After your workout, there is about a 45-minute window of opportunity to optimally nourish, repair, and build muscle. (1) Does this mean that you absolutely must eat 20g of quality protein after a workout? Absolutely not. That being said, if your goal is to build muscle, this strategy is optimal!
Long story short, instead of focusing on the quantity of protein you’re eating, you’re likely better off to put that focus into when you are eating your protein.
Supplements vs. Food
You’re probably not surprised that I’m an advocate for FOOD FIRST. Believe it or not, supplements are there to do exactly what their name promises. Supplements are there to supplement your diet.
While it’s nice to be able to drink 20g of protein after a workout without having to do any meal prep or planning, you’ll be missing out on the rest of the nutrients found in real food! When you’re in a pinch, you’re better off using supplements to supplement a whole foods, plant-based diet – not replace it.
Plus, there is little-to-no FDA regulation and oversight of the supplement industry, so it can be pretty sketchy. Before choosing a protein supplement, do your research and choose a company you can trust! I typically go with Vega.
Take Home Message
Don’t let your protein intake stress you out! Most of us (including plant based folks) get plenty of protein without even trying and it’s a safe bet that you are a part of that group too! Instead of focusing on the quantity of protein you are taking in, focus on protein quality, distribution, and timing.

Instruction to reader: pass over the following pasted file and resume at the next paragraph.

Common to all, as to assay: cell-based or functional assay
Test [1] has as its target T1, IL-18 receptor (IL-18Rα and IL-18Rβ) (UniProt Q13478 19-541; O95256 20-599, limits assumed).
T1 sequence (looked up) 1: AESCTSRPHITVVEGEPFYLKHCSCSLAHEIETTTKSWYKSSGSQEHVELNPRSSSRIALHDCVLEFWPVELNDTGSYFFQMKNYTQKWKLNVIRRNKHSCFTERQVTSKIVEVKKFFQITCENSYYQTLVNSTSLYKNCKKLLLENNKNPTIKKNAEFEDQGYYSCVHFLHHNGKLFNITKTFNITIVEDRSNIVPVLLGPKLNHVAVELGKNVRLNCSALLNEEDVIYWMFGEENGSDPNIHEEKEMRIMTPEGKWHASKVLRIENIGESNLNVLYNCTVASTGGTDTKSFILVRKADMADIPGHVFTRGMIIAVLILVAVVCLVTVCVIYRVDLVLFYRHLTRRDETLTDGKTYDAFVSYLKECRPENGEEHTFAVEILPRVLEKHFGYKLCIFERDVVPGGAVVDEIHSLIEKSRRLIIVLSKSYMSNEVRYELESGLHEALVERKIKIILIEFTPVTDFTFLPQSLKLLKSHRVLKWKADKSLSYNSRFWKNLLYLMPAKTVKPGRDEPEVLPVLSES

1 Clark, Nancy. Nancy Clark’s Sports Nutrition Guidebook. 5th ed., Human Kinetics, 2014.
2 McArdle, W. D., Katch, F. I., & Katch, V. L. (2013). Sports and Exercise Nutrition(4th ed.). Baltimore, MD: Wolters Kluwer.
3 Food Composition Databases Show Foods List. (n.d.). Retrieved from https://ndb.nal.usda.gov/ndb/search/list
4 Stuber, A., & Long, J. (2016). Dude, where do you get your protein? Thought for Food Lifestyle LLC.
5 Munro, H. N. (1970). Mammalian protein metabolism. New York: Academic Press.
6 Jentjens, R. L., Loon, L. J., Mann, C. H., Wagenmakers, A. J., & Jeukendrup, A. E. (2001). Addition of protein and amino acids to carbohydrates does not enhance postexercise muscle glycogen synthesis. Journal of Applied Physiology, 91(2), 839-846. doi:10.1152/jappl.2001.91.2.839
7 Nieman, D. (2009). Ingested protein dose response of muscle and albumin protein synthesis after resistance exercise in young men. Yearbook of Sports Medicine,2009, 144-145. doi:10.1016/s0162-0908(09)79472-3